The Mirroring Hypothesis: Theory, Evidence and Exceptions

75 Pages Posted: 27 Apr 2016 Last revised: 30 Aug 2017

Lyra Colfer

Broadway Technology

Carliss Y. Baldwin

Harvard Business School, Finance Unit

Date Written: May 23, 2016

Abstract

The mirroring hypothesis predicts that organizational ties within a project, firm, or group of firms (e.g. communication, collocation, employment) will correspond to the technical patterns of dependency in the work being performed. A thorough understanding of the phenomenon is difficult to achieve because relevant work is scattered across multiple fields. This paper presents a unified picture of mirroring in terms of theory, evidence and exceptions. First, we formally define mirroring and argue that it is an approach to technical problem-solving that conserves scarce cognitive resources. We then review 142 empirical studies, divided by organizational form into (1) industry studies; (2) firm studies; and (3) studies of open collaborative projects. The industry and firm studies indicate that mirroring is a prevalent pattern but not universal. However, there is evidence of a mirroring ‘trap’: firms focused on the current technical architecture may fall victim to architectural innovations arising outside their boundaries. Thus in technologically dynamic industries, partial mirroring, where knowledge boundaries are drawn more broadly than operational boundaries, is likely to be a superior strategy. Firms can also strategically ‘break the mirror’ in two ways: by implementing modular partitions within their own boundaries; or by building relational contracts that support technical interdependency across their boundaries. Finally, in contrast to industry and firm studies, studies of open collaborative projects, most of which focused on software, were not supportive of the hypothesis. We argue that these contradictory results arise because digital technologies make possible new modes of coordination that enable groups to deviate from classical mirroring as seen within firms.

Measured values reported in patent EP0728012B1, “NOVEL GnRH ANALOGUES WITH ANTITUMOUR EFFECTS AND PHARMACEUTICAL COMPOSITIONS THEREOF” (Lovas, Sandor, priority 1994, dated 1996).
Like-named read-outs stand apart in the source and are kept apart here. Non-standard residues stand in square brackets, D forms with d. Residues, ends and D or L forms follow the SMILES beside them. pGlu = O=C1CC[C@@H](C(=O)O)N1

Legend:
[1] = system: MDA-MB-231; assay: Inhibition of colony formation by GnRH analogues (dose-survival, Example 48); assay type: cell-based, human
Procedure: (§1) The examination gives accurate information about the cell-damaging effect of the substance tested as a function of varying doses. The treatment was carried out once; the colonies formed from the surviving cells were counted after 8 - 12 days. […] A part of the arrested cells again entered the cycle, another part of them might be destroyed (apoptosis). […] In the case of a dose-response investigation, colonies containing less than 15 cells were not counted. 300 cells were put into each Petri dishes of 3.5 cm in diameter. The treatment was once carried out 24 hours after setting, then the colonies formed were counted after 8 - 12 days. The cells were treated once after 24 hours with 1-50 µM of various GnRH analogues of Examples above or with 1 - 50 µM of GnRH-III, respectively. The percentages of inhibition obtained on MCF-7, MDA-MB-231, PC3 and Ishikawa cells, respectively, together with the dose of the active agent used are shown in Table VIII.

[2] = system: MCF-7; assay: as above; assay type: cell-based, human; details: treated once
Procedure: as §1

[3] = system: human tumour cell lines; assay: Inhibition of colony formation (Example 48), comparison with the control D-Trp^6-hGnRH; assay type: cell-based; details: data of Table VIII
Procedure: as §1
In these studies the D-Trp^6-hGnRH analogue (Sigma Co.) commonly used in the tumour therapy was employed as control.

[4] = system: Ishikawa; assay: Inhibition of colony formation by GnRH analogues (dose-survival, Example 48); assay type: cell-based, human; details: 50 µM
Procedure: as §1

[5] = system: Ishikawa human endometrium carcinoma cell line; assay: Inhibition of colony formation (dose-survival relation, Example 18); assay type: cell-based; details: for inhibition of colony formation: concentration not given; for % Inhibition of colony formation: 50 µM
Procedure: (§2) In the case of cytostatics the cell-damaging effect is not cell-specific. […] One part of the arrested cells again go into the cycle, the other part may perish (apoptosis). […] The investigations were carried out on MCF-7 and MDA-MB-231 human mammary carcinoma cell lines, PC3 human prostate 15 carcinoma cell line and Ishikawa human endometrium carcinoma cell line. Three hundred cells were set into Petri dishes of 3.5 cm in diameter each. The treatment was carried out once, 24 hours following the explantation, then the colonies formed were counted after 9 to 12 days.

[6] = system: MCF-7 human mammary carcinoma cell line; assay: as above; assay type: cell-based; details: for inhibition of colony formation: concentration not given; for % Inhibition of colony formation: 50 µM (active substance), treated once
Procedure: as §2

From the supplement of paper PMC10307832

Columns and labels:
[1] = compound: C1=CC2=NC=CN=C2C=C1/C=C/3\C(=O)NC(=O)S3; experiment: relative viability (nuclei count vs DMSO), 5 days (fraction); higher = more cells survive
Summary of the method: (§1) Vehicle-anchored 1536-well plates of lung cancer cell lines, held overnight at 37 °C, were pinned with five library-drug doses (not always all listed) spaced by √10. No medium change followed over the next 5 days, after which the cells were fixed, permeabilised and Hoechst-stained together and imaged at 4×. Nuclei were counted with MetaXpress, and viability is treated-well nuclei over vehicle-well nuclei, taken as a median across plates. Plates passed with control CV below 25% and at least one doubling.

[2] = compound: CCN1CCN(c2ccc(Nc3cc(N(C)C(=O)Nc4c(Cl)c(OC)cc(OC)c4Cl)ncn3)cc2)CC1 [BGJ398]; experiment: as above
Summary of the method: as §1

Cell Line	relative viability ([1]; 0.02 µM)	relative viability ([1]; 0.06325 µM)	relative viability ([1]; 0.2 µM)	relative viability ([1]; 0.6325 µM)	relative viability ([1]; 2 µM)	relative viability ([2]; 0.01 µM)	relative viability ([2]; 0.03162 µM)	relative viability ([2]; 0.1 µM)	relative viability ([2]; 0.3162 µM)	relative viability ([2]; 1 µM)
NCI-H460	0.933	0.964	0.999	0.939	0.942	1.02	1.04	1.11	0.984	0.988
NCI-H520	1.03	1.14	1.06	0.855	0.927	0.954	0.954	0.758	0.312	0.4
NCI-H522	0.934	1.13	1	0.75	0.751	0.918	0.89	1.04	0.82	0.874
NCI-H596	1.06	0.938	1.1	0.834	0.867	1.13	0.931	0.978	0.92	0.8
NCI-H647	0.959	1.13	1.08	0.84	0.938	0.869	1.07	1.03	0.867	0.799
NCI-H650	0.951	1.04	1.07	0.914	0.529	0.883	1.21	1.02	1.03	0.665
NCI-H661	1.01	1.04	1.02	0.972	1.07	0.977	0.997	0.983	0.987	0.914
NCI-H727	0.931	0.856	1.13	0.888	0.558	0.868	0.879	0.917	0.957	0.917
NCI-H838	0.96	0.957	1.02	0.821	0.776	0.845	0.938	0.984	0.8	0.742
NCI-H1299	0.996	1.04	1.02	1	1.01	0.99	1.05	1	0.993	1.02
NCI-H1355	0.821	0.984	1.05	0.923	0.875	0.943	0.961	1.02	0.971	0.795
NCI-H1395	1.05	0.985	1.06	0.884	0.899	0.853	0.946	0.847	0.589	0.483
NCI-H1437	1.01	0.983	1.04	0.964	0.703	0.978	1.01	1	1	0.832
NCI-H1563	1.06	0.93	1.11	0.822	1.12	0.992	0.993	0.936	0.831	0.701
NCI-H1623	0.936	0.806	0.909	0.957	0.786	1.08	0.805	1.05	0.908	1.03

This working paper includes Appendix A, which describes our detailed findings by category. Appendix B, a tabular summary of the 142 studies in our sample, is available on request from the authors.

Keywords: Modularity, innovation, complex technical systems, product architecture, industry architecture, organization design, design structure, organizational structure, organizational ties, mirroring hypothesis

JEL Classification: D23, D85, L22, O32

Suggested Citation

Colfer, Lyra and Baldwin, Carliss Y., The Mirroring Hypothesis: Theory, Evidence and Exceptions (May 23, 2016). Harvard Business School Finance Working Paper No. 16-124. Available at SSRN: https://ssrn.com/abstract=2770675 or http://dx.doi.org/10.2139/ssrn.2770675

Lyra Colfer

Broadway Technology ( email )

5000 Plaza on the Lake
Austin, TX

Carliss Y. Baldwin (Contact Author)

Harvard Business School, Finance Unit ( email )

Boston, MA 02163
United States

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